A tidal surge can demolish houses overnight: Clear down the other end of the country, on the large island of Bola, in the Bay of Bengal, we come across villagers building a mud embankment outside their village, with their bare hands. Why? An attempt to block a potential tidal surge. Also known as a storm surge, a tidal surge is a tsunami-like phenomenon that can see a terrifying two-metre-plus rise in water level in a matter of hours. The surge is associated with low-pressure weather systems like cyclones. Coastal Bangladesh is prone to devastating cyclones. We pay a visit to a cyclone shelter–a three-storey building that is normally used as a primary school. It’s hard to imagine that this concrete structure holds thousands of villagers, staying several nights in times of danger. At the height of a cyclone, it is standing room only as people are packed in. When Cyclone Mora hit eastern Bangladesh in May 2017, around half a million people were evacuated to hundreds of storm shelters.
The Sundarbans region harbours man-eating tigers: Lying on the south coast of Bangladesh, the Sundarbans hosts the largest stand of mangroves on the planet. And it hosts an array of wildlife—including Royal Bengal tigers. The tigers normally prey on spotted deer, wild boar and other animals, but have developed a taste for human flesh during cyclone disasters, with numerous dead bodies scattered around. We were not permitted to kayak here—probably for this reason. But it would be an ideal place for paddling—with quiet canals lined with mangroves, and many exotic bird species inhabiting the region.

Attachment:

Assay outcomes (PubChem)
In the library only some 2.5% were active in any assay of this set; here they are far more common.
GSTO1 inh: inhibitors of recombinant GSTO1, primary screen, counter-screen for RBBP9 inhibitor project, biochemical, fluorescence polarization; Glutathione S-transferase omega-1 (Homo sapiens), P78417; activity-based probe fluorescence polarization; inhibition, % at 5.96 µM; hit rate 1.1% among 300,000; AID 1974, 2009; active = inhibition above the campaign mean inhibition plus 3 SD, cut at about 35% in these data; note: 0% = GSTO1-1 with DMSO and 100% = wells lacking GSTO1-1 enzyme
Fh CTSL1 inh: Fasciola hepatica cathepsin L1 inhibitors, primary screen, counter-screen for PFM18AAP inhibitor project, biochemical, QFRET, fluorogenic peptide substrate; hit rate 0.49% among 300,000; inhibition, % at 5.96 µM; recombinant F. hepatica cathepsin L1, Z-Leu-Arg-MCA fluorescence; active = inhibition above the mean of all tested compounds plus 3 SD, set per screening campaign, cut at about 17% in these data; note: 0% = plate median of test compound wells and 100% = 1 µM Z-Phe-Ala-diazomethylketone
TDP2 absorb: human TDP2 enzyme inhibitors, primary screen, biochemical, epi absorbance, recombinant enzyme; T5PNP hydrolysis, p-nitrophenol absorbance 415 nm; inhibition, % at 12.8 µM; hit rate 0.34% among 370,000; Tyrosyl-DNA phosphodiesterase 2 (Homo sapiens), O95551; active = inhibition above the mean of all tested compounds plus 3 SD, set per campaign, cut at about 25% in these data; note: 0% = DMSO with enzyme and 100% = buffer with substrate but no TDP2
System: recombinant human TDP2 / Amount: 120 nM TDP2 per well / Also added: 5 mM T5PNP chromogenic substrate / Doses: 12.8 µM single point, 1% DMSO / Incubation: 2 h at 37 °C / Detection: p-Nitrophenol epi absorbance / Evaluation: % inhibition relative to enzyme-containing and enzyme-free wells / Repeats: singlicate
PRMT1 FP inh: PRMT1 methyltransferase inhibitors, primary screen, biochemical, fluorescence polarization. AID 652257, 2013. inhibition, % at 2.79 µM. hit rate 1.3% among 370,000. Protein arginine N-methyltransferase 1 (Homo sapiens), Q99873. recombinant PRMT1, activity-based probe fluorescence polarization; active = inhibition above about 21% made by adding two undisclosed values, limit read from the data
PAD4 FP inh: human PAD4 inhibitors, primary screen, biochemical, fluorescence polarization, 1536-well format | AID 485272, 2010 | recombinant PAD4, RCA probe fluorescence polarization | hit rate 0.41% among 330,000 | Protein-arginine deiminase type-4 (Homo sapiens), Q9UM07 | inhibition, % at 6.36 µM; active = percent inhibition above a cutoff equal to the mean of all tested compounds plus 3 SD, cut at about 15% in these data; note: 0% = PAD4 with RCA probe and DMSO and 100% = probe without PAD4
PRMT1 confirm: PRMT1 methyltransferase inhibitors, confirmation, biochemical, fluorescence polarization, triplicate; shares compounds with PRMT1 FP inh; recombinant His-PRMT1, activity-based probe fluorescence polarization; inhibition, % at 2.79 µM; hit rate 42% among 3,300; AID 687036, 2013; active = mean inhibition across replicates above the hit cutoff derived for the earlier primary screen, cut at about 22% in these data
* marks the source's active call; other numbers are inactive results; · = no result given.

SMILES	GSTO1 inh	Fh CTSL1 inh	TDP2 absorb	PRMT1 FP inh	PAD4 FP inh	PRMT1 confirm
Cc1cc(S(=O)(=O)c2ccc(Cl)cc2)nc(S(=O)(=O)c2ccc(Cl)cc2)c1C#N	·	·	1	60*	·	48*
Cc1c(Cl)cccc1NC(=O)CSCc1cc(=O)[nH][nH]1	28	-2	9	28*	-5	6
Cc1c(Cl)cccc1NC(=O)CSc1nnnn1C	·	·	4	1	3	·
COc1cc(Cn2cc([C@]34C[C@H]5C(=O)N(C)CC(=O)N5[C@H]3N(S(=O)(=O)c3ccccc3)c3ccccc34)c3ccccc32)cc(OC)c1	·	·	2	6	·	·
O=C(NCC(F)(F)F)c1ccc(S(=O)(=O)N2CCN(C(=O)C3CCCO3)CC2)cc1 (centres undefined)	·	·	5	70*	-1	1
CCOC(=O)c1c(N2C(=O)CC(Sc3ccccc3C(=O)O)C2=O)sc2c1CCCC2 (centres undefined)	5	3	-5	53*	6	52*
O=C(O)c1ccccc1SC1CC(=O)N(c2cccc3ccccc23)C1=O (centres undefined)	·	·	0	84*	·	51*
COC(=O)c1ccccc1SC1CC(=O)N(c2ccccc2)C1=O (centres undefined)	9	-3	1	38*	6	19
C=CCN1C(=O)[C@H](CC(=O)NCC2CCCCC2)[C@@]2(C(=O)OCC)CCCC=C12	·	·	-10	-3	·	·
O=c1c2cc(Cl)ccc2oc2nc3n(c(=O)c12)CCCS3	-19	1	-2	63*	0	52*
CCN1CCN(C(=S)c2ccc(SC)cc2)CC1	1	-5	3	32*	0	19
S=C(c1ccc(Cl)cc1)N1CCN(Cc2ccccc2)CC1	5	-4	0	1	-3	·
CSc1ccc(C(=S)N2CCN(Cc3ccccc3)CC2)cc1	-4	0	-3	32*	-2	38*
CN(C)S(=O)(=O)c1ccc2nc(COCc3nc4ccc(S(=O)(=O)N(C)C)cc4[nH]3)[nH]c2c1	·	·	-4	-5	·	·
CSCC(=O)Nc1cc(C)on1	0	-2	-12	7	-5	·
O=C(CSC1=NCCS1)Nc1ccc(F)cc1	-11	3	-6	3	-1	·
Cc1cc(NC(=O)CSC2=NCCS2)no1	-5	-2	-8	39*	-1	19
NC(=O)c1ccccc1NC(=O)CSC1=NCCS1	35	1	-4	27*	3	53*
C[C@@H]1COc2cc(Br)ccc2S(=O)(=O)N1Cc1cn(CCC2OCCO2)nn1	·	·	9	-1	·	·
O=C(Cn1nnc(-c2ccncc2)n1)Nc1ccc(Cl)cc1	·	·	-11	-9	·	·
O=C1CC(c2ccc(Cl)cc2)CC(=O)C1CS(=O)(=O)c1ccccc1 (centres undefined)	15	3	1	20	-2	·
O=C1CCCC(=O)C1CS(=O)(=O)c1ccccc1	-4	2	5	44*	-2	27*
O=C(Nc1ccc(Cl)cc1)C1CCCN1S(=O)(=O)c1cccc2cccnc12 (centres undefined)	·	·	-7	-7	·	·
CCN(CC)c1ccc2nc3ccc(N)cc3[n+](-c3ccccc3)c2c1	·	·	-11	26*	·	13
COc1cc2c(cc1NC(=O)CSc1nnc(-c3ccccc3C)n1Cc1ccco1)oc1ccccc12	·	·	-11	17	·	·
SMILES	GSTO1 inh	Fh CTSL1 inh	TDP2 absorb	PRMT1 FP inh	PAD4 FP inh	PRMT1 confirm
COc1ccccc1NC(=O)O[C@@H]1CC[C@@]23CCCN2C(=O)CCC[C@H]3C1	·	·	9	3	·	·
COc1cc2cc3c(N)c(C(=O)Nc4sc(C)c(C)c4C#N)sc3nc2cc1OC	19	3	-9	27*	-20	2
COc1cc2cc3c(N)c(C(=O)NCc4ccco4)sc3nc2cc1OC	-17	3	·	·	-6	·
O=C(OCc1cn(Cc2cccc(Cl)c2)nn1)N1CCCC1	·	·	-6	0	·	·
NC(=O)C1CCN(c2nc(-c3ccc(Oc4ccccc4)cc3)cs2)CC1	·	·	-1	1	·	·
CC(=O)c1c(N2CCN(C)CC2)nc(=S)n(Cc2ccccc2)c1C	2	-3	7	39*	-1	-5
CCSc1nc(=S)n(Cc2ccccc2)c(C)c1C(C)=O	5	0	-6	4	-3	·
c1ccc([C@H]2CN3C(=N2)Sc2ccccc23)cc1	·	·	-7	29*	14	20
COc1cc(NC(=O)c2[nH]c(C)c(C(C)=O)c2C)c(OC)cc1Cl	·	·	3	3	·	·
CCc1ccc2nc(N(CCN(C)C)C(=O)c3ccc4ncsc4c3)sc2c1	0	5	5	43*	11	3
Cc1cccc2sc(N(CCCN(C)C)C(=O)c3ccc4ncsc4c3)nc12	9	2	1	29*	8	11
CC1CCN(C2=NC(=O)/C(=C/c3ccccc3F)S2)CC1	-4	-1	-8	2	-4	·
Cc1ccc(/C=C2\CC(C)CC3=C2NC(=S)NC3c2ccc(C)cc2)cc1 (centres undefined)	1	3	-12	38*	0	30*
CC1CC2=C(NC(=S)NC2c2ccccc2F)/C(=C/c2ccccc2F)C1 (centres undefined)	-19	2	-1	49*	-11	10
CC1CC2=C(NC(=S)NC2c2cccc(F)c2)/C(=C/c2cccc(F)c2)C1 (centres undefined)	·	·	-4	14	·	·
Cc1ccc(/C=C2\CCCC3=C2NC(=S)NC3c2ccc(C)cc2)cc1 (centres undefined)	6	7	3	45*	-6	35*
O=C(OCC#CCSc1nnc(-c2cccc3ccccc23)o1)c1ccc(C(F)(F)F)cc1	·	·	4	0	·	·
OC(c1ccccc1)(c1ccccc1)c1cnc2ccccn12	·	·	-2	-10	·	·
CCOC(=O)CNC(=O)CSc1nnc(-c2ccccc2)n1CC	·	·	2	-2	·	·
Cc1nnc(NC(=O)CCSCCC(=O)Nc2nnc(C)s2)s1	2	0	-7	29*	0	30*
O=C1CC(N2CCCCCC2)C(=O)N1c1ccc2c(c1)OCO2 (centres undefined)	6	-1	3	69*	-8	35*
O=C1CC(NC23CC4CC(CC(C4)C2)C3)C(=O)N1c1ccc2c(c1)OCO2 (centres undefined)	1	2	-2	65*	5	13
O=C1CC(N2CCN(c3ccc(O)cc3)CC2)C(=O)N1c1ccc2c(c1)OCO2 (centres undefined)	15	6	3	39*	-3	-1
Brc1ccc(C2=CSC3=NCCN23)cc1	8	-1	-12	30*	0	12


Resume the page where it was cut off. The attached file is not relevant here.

Dhaka has the craziest traffic in Asia: Climate refugees flood into cities—mainly Dhaka—to start anew. But life here is harsh—and highly polluted, with water sources contaminated by tanneries and clothing manufacturers. This chaotic city of 18 million is where we start and end our trip, running around to get paperwork and logistics completed. During one hellish tuk-tuk ride, we are rammed by other vehicles eight times along the route, and choke on deadly diesel fumes from bus exhaust pipes. Bumping into other vehicles and physically scratching them does not seem to faze drivers. Buses have battle-scar scratch-marks along their sides. The only cars in Dhaka without scratches are likely to be immaculate official cars or embassy vehicles.